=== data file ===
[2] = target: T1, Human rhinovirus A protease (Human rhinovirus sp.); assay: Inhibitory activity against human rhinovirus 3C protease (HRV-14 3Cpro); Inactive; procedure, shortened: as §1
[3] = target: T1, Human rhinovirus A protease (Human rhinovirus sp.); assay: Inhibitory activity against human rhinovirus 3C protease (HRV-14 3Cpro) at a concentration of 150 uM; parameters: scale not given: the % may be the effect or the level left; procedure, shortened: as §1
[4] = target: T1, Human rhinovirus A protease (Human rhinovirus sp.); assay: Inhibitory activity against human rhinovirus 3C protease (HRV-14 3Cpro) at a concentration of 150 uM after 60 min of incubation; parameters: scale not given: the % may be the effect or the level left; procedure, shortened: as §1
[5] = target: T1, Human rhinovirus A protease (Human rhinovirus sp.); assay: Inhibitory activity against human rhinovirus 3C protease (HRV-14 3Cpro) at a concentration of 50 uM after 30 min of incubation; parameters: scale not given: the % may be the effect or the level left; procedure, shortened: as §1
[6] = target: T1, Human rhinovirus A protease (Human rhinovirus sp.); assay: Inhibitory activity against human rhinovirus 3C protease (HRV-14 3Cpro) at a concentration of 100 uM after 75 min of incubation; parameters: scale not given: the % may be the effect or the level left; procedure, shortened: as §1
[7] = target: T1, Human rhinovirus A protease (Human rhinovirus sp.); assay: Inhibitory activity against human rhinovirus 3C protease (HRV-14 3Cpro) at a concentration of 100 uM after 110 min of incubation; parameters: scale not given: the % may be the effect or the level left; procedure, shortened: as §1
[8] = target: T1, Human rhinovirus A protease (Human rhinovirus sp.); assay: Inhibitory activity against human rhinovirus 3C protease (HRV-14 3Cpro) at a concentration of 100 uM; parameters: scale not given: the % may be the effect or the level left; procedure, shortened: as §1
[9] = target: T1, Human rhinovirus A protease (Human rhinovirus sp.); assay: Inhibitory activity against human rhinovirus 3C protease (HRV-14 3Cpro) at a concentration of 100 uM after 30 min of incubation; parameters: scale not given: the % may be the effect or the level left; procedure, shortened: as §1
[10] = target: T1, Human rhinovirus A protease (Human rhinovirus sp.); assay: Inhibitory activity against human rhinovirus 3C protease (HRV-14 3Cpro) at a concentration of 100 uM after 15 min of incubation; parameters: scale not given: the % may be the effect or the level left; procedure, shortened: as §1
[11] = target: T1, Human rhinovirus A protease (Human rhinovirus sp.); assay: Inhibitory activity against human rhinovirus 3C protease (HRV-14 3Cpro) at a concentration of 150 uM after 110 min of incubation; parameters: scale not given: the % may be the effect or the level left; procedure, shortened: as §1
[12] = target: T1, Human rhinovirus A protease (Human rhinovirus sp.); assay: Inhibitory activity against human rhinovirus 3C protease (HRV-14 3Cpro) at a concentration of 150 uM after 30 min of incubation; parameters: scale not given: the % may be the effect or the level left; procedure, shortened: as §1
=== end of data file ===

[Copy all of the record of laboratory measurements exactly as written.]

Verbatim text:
[2] = target: T1, Human rhinovirus A protease (Human rhinovirus sp.); assay: Inhibitory activity against human rhinovirus 3C protease (HRV-14 3Cpro); Inactive; procedure, shortened: as §1
[3] = target: T1, Human rhinovirus A protease (Human rhinovirus sp.); assay: Inhibitory activity against human rhinovirus 3C protease (HRV-14 3Cpro) at a concentration of 150 uM; parameters: scale not given: the % may be the effect or the level left; procedure, shortened: as §1
[4] = target: T1, Human rhinovirus A protease (Human rhinovirus sp.); assay: Inhibitory activity against human rhinovirus 3C protease (HRV-14 3Cpro) at a concentration of 150 uM after 60 min of incubation; parameters: scale not given: the % may be the effect or the level left; procedure, shortened: as §1
[5] = target: T1, Human rhinovirus A protease (Human rhinovirus sp.); assay: Inhibitory activity against human rhinovirus 3C protease (HRV-14 3Cpro) at a concentration of 50 uM after 30 min of incubation; parameters: scale not given: the % may be the effect or the level left; procedure, shortened: as §1
[6] = target: T1, Human rhinovirus A protease (Human rhinovirus sp.); assay: Inhibitory activity against human rhinovirus 3C protease (HRV-14 3Cpro) at a concentration of 100 uM after 75 min of incubation; parameters: scale not given: the % may be the effect or the level left; procedure, shortened: as §1
[7] = target: T1, Human rhinovirus A protease (Human rhinovirus sp.); assay: Inhibitory activity against human rhinovirus 3C protease (HRV-14 3Cpro) at a concentration of 100 uM after 110 min of incubation; parameters: scale not given: the % may be the effect or the level left; procedure, shortened: as §1
[8] = target: T1, Human rhinovirus A protease (Human rhinovirus sp.); assay: Inhibitory activity against human rhinovirus 3C protease (HRV-14 3Cpro) at a concentration of 100 uM; parameters: scale not given: the % may be the effect or the level left; procedure, shortened: as §1
[9] = target: T1, Human rhinovirus A protease (Human rhinovirus sp.); assay: Inhibitory activity against human rhinovirus 3C protease (HRV-14 3Cpro) at a concentration of 100 uM after 30 min of incubation; parameters: scale not given: the % may be the effect or the level left; procedure, shortened: as §1
[10] = target: T1, Human rhinovirus A protease (Human rhinovirus sp.); assay: Inhibitory activity against human rhinovirus 3C protease (HRV-14 3Cpro) at a concentration of 100 uM after 15 min of incubation; parameters: scale not given: the % may be the effect or the level left; procedure, shortened: as §1
[11] = target: T1, Human rhinovirus A protease (Human rhinovirus sp.); assay: Inhibitory activity against human rhinovirus 3C protease (HRV-14 3Cpro) at a concentration of 150 uM after 110 min of incubation; parameters: scale not given: the % may be the effect or the level left; procedure, shortened: as §1
[12] = target: T1, Human rhinovirus A protease (Human rhinovirus sp.); assay: Inhibitory activity against human rhinovirus 3C protease (HRV-14 3Cpro) at a concentration of 150 uM after 30 min of incubation; parameters: scale not given: the % may be the effect or the level left; procedure, shortened: as §1